Beautiful as freelancing is, it's not a perfect job. Actually, my dog has the only perfect job -- she can sleep whenever she pleases, gets a free lunch every day, and can go on squirrel chasing breaks at any time of the day.
Here are the (few) things I don't like about freelancing.
1. Lack of a regular paycheck. I have an editing job that pays me two weeks after I submit the invoice, and I usually have at least one project per week. That's about as regular as the paychecks get, though. After that, it is a crap shoot. My husband greets me each day with "Get any checks today?" A funny story about me and paychecks: the checks tend to arrive when I'm out of town. When we were on spring break in March, there were $4,000 in checks that were delivered the day we returned. When I was in Seattle in June, another $4,000 arrived. A weekend trip to Baltimore, came home to 3 checks. I'm waiting for a ton of money. I should get out of town.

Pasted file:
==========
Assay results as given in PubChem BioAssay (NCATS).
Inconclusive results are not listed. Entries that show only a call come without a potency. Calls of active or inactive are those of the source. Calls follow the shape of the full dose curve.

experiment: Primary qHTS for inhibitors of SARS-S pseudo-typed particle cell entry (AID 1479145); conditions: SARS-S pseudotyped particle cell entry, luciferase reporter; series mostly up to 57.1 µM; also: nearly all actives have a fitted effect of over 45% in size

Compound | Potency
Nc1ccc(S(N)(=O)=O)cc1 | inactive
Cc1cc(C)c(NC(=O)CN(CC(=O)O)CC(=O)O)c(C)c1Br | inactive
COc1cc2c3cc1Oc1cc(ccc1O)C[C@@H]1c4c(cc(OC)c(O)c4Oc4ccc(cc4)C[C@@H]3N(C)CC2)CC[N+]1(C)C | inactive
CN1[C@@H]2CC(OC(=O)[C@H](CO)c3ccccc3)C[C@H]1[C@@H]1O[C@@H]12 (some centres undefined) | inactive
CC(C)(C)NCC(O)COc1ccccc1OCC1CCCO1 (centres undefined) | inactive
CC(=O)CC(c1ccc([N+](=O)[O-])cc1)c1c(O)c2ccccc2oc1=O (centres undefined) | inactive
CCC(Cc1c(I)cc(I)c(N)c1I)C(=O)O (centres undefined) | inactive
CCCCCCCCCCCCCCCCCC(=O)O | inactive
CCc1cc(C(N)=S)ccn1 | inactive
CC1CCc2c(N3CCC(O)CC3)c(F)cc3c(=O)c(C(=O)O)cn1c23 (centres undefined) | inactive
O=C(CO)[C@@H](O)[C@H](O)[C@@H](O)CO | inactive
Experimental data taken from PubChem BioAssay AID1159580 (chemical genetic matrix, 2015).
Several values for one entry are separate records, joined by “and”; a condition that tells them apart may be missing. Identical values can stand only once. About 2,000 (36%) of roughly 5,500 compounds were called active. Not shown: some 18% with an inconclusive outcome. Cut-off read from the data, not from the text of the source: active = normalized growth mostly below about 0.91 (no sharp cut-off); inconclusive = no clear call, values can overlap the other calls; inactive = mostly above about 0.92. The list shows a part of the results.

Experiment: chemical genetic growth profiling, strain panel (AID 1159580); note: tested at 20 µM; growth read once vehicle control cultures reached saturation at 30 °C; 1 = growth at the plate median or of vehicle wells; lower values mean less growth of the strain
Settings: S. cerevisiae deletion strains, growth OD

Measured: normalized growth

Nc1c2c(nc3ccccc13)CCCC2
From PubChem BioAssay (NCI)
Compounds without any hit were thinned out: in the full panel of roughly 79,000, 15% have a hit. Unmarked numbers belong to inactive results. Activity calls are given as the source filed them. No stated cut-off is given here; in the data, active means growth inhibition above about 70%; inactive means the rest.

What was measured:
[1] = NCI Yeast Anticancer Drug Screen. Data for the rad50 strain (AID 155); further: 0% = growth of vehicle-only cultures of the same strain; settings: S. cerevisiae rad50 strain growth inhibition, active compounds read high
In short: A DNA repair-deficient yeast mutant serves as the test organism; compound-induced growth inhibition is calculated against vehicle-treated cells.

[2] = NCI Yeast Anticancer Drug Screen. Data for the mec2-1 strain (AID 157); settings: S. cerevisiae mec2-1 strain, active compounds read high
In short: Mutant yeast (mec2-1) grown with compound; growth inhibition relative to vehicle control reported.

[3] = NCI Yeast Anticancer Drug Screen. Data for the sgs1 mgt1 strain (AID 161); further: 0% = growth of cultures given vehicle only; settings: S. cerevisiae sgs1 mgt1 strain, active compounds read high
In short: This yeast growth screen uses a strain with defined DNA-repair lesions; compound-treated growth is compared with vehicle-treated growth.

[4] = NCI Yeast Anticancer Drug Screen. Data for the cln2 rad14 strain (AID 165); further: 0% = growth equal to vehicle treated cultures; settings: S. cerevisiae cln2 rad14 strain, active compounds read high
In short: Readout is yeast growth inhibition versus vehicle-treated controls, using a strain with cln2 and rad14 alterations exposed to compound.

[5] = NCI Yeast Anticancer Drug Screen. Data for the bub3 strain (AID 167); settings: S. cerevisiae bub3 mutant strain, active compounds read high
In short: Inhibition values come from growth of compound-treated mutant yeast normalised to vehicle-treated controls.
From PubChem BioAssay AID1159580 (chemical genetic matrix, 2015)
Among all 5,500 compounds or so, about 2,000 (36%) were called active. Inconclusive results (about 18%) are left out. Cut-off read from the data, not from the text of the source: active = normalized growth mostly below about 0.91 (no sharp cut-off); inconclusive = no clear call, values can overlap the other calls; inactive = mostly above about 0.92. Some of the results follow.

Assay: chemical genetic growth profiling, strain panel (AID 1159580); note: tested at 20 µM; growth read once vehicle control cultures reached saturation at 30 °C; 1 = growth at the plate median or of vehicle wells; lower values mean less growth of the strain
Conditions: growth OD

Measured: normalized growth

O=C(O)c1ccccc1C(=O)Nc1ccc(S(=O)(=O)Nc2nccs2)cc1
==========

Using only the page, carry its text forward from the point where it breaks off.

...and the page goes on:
2. The see-saw income. I'm beginning to build up a regular client list, but it doesn't mean all months are created equal. Not every publication is monthly. Not every article will pay the same. Sometimes I get a surprise one-time assignment. Some months are very good. Some are not so good. I'm in a down month right now (although my calendar is slowly filling), immediately following my best month ever. It's one reason so many writers diversify their work.
3. No paid days off. Bottom line, if I don't work, I don't get paid. And the truth is, there are a lot of days where I might be working and I don't get paid. Like today. I'm marketing. I'm setting up interviews. I'm working on queries. The interviews might be the only thing I'm doing that will bring in an income, but that income won't actually "happen" until I write and send the article.
4. No back up. One day this winter, I woke up and felt miserable. I wanted to sleep, but there were things on my schedule that absolutely needed to be done. I couldn't depend on a co-worker to back me up. It's just me. While I like that independence, there are days when I'd like to be able to say, "Hey, I need to juggle these four things, can you help me out?"
5. Lack of respect. I don't usually give a flying fig what people think, but a lot of people who don't understand freelancing think that I a) don't have a real job and b) don't do anything all day and c) jobs just fall into my lap. And then of course, the words just magically appear on the page. When those people are your friends and family, it's hard to shrug off the comments. That's why it is so important to connect with people who understand, which I'll touch on next time.